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Poetry Break #20: International Poetry

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International poetry: Poetry written by a poet who is not an American citizen and does not live in the United States.

Mrs. Mann's Poetry Corner

Galaxy

Introduction: This poem is from Mexico. It was originally written in Spanish but has been translated into English as well. "Lemon Tree" would be a great poem to go along with a unit on fruit(lemons), trees or senses. I have included both the Spanish and English versions, wouldn't it be fun to read the same poem in both languages to your class?

Arbol de limon
(Spanish version)

Si te subes a un arbol de limon
siente la corteza
con tus rodillas y pies,
huele sus flores blancas,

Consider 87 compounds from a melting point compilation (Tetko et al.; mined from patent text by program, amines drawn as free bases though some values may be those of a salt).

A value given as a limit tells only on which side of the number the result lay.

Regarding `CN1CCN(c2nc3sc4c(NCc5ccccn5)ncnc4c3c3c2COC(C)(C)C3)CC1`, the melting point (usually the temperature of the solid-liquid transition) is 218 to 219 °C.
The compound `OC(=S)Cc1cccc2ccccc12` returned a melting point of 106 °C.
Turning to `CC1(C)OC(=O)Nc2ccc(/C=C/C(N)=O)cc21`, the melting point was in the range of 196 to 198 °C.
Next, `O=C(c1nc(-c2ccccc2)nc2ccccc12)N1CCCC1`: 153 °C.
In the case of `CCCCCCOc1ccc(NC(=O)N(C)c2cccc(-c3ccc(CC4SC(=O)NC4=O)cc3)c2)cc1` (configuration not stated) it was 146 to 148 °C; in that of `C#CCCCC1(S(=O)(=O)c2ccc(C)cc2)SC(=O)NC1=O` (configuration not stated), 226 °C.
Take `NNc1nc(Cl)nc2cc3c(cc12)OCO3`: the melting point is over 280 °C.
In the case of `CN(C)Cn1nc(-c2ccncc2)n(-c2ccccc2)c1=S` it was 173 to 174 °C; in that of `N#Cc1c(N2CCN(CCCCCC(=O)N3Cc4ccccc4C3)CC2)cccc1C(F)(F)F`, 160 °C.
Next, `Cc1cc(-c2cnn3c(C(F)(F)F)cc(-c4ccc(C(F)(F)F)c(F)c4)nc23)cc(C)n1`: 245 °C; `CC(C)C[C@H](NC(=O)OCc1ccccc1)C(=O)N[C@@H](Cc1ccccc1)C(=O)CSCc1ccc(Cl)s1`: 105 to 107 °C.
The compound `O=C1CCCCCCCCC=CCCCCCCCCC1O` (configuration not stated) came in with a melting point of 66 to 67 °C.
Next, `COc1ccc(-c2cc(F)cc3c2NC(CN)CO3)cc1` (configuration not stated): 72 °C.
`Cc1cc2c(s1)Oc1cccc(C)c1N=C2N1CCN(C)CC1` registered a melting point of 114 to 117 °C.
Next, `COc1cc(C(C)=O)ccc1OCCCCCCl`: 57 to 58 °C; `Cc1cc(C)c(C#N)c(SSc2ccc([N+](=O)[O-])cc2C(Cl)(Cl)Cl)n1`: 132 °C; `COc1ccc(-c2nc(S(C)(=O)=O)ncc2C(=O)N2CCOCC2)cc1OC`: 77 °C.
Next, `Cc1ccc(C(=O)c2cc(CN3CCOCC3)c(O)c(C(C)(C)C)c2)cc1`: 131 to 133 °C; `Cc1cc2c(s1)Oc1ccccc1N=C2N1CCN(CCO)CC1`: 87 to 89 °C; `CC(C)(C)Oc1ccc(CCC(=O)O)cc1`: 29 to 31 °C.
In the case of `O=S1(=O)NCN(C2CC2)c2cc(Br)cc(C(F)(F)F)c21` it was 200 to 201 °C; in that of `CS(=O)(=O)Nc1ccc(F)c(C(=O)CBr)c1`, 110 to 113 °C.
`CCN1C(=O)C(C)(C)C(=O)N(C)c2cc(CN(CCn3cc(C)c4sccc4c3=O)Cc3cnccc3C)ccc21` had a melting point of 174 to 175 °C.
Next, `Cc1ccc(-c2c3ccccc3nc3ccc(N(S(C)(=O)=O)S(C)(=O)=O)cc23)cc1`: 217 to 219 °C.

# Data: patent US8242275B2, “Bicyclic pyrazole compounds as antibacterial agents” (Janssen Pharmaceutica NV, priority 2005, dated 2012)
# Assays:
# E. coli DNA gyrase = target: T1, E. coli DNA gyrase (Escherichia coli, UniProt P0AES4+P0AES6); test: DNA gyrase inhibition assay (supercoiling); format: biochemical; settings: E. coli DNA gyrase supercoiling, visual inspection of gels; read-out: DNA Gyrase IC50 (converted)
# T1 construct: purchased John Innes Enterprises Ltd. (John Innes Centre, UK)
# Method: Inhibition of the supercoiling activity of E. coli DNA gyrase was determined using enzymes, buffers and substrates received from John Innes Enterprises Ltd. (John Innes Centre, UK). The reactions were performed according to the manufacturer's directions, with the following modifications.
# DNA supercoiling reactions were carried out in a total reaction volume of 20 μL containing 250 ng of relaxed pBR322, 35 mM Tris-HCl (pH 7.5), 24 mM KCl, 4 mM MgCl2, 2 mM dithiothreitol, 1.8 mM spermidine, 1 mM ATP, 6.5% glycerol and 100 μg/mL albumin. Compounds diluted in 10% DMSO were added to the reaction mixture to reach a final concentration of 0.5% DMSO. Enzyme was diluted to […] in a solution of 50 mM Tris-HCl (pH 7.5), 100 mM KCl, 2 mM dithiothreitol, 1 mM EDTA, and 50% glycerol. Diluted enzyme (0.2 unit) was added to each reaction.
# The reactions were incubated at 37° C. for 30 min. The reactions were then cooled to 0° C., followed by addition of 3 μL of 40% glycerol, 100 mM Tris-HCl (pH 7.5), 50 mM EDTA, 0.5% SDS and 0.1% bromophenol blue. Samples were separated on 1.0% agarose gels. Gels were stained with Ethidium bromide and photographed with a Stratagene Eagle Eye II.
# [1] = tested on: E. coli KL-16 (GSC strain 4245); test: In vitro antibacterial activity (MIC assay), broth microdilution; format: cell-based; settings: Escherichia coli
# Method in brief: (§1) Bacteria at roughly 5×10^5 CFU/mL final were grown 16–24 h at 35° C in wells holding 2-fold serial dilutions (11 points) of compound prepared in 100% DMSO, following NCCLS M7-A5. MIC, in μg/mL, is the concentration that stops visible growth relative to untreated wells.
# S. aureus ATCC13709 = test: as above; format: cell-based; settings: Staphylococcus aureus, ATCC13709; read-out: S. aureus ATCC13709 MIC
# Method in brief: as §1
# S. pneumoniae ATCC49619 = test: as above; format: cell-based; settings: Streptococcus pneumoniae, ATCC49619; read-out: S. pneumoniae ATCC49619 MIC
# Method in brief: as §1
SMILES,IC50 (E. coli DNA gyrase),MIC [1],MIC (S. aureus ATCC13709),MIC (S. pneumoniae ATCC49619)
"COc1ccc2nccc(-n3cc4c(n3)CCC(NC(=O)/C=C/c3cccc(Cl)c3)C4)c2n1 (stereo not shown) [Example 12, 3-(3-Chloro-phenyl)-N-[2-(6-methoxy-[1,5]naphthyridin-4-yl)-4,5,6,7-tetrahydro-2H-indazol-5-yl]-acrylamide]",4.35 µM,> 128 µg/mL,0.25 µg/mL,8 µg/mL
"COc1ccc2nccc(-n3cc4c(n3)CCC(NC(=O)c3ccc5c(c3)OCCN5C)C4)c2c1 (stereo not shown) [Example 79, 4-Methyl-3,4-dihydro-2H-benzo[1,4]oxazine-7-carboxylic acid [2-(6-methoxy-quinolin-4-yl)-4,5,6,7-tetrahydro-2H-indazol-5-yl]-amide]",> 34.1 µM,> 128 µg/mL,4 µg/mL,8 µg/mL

talla las hojas
entre tus manos.
Recuerda,
el arbol es mayor que tu
y tal vez encuentres cuentos
entre sus ramas.

Jennifer Clement



Lemon Tree
(English version)

If you climb a lemon tree
feel the bark
under your knees and feet,
smell the white flowers,
rub the leaves
in your hands.
Remember,
the tree is older than you are
and you might find stories
in its branches

Jennifer Clement
(Translated by Consuelo de Aerenlund)

from "The Tree is Older Than You Are"
A bilingual gathering of poems & stories from Mexico with paintings by Mexican artists
selected by Naomi Shihab Nye
(Simon & Schuster, 1995)

Extension: After reading this poem to your class you could ask what senses were described in the poem. Maybe encourage your students to use their senses when adding detail to their own writing. Another fun extension would be to let your students see a lemon tree (if available) and then have lemons available for them to see, feel, smell and taste.